Let's Talk About That "Ongoing, Mature La Niña" And US Climate Politics

With spring in the north still months away, a southern farmer might well be preparing for planting - something we Yankees seldom think about - such are the climatic differences between north and south. As we all can see by the latest Federal drought trend projections (above), however, Southern and Mid-Atlantic farmers face a likelihood of drier than normal conditions.

What is the officially recognized cause of this North-South 'climatic anomaly?'As NOAA reports,

The drought outlook for Spring (March-May) 2011, made on February 17, was based largely upon climate anomalies associated with an ongoing, mature La Niña that has begun to weaken, with ENSO-neutral or La Niña conditions equally likely by May-June. The CPC monthly and seasonal outlooks indicate enhanced odds for below median precipitation and above median temperatures across the southern tier of the Nation and in the central Plains which favors drought persistence from southern Arizona eastward into the southern and central Plains, along the Gulf Coast States, and northward into the Carolina Piedmont.

Five questions to ponder as spring gets underway.

  • Which congressional delegations are most likely to demand Uncle Sam help farmers with Federal crop insurance?

  • Which states are worrying about wild fire and will need help to deal with fire fighting and emergency evacuation costs?

  • Which part of the country is likely to see a lot more "government intrusion" in the form of mandatory water conservation measures?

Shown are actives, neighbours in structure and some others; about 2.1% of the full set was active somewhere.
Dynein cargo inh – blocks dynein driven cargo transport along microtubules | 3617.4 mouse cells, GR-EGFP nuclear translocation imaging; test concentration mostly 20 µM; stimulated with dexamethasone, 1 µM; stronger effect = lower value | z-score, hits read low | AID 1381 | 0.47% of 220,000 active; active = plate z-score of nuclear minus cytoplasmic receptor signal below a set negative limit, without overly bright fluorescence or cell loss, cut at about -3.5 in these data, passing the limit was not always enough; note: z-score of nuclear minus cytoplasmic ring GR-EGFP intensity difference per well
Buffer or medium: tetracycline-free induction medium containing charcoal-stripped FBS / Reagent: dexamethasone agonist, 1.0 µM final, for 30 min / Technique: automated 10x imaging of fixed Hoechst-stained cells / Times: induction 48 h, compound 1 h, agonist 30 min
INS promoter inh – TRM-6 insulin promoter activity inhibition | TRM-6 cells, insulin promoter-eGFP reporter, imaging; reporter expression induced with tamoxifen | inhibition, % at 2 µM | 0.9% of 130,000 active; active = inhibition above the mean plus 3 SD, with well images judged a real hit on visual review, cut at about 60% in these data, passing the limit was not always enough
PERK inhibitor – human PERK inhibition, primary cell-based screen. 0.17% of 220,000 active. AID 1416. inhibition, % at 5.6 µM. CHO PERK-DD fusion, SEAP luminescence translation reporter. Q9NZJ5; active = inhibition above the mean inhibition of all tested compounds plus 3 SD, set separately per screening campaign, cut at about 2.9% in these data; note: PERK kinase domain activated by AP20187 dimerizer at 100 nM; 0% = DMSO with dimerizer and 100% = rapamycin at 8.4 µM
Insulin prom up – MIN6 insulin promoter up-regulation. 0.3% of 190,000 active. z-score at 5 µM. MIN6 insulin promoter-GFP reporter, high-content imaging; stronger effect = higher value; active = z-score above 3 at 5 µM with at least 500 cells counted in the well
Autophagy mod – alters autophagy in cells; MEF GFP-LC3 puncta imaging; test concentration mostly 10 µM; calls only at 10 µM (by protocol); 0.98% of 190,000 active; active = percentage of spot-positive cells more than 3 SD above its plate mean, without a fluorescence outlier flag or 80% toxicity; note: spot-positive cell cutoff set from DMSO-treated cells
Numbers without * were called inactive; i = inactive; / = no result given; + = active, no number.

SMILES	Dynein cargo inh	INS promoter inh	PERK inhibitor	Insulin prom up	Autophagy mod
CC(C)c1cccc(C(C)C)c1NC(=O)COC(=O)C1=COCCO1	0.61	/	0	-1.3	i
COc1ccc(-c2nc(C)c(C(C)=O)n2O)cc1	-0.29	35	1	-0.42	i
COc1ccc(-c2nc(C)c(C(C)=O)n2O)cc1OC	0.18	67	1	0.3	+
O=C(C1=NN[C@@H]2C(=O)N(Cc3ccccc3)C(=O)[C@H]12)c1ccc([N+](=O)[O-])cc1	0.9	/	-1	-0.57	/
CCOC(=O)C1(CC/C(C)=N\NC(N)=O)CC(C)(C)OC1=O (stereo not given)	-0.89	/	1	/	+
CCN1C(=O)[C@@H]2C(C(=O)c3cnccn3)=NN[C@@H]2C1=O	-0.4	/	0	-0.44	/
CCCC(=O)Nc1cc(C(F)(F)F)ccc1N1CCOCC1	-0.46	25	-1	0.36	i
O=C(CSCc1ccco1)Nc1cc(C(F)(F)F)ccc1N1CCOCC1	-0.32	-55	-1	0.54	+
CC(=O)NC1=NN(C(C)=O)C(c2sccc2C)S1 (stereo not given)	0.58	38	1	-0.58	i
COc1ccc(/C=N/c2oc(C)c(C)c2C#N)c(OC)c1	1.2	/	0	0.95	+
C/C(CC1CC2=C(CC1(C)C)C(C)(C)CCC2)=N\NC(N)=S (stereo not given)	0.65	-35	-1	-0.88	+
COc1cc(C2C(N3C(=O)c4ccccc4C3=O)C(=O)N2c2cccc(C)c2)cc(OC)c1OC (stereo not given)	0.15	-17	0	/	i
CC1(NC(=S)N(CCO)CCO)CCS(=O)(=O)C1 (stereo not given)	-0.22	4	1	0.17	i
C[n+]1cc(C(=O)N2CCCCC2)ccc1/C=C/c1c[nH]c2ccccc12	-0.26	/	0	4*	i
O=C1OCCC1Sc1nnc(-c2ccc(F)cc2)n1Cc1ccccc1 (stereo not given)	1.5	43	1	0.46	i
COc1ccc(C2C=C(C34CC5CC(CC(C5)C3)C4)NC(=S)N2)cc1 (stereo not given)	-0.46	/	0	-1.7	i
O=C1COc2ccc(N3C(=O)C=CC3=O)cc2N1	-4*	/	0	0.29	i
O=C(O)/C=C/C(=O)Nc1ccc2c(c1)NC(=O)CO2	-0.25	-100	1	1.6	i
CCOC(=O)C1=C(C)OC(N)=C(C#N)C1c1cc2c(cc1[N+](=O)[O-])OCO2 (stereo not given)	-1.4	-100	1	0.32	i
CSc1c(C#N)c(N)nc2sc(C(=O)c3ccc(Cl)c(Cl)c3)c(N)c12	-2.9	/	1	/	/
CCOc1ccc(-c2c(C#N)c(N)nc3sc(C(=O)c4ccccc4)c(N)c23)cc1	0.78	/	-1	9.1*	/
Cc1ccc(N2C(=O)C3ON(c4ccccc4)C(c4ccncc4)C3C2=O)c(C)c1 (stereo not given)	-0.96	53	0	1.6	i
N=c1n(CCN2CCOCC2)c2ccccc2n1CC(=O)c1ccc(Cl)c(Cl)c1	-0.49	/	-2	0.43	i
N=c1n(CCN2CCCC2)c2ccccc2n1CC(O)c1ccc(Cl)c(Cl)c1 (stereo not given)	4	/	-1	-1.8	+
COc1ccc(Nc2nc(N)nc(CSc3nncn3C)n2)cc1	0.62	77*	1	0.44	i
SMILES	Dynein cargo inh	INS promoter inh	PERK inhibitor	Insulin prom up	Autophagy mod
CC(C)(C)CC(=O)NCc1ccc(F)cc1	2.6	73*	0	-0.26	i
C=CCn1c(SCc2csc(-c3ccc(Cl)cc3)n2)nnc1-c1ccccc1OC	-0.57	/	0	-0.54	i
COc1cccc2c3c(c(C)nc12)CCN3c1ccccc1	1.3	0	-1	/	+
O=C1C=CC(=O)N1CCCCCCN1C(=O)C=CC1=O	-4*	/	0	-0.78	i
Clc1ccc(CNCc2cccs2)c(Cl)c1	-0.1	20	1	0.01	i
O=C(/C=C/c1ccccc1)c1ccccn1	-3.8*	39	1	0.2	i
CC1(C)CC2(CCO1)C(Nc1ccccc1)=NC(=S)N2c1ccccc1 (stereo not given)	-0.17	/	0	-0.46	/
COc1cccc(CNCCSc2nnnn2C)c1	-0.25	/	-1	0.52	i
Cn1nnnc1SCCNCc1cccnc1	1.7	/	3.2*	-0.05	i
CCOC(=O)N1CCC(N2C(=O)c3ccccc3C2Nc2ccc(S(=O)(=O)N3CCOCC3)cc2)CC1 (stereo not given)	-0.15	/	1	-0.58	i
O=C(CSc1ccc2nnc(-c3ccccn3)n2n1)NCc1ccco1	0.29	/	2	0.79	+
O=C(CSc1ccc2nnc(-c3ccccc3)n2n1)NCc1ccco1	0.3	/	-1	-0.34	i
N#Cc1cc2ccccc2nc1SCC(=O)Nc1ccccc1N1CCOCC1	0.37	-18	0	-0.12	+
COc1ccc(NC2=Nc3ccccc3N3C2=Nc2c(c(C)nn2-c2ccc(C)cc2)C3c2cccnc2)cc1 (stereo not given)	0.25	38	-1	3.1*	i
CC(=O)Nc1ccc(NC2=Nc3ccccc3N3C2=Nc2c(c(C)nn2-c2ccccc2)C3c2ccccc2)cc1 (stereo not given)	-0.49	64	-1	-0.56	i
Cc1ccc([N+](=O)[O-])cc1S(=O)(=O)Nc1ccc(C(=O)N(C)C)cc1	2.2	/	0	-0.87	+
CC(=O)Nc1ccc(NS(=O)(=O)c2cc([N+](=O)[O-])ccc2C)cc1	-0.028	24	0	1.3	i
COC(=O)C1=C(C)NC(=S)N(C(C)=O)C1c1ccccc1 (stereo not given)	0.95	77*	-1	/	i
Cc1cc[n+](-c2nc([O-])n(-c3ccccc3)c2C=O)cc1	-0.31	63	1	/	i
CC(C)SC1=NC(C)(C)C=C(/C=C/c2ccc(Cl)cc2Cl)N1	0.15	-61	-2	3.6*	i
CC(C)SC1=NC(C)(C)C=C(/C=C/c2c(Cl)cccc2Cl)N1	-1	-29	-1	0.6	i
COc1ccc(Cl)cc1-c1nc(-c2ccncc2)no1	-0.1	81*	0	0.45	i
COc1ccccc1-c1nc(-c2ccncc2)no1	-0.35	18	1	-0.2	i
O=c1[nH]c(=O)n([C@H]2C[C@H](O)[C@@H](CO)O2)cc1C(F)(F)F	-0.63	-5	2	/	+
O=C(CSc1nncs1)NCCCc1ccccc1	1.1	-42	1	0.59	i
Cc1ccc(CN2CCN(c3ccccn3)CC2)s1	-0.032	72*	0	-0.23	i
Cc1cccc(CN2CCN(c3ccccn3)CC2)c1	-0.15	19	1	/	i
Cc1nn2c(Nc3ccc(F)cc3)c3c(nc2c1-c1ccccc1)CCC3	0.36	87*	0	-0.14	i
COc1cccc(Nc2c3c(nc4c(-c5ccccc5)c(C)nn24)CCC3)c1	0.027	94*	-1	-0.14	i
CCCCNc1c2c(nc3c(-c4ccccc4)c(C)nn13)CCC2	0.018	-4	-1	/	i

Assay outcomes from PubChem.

• Which states that have grown at a phenomenal rate over the last few decades could be facing a sustainability water wall?

  • Where are the lion's share of US Army Corps water project appropriations headed?


How will all of these and other related questions feed into the ongoing POTUS campaigning? It'll be a head spinner, for sure.

Related, but from the other direction: a Michigan Congresswoman is saying it's time to drop out of the Federal flood insurance program because Michigan always pays out more than it takes back in the way of flood claims. See U.S. Rep. Miller: Michigan residents shouldn't pay to cover flood losses elsewhere for details.
My political prediction.
Back when I did water resources planning a colleague told me of a new definition of flooding. He heard a guy stand up at a public hearing and straight-faced, for the record, state that the definition of a flood is 'water where it shouldn't be.'

That's how most non-professionals view the impact of weather extremes: where they live and with little thought to root cause or how the problem can best be mitigated in the common interest.

We pay out flood damages and have crop insurance to balance things out - so the union can survive on shared resources. Shockingly, such things are best accomplished by government. Equally shocking, government can change and fine tune these programs rather than just demand they be abolished.

Here it is: Very possibly severe water problems - the climate change thing, the "Ongoing, Mature La Niña" - and resulting food price hikes and farm bankruptcies, whether they are brought about by extended drought or by "water where it shouldn't be" is what it's going to take to get Congressional Republicans and Democrats to work together on actual problem solving. And, what it will take to get the libertarian purists moved up to the 50th row, overlooking the dugout roof.

WHAT'S HOT ON FACEBOOK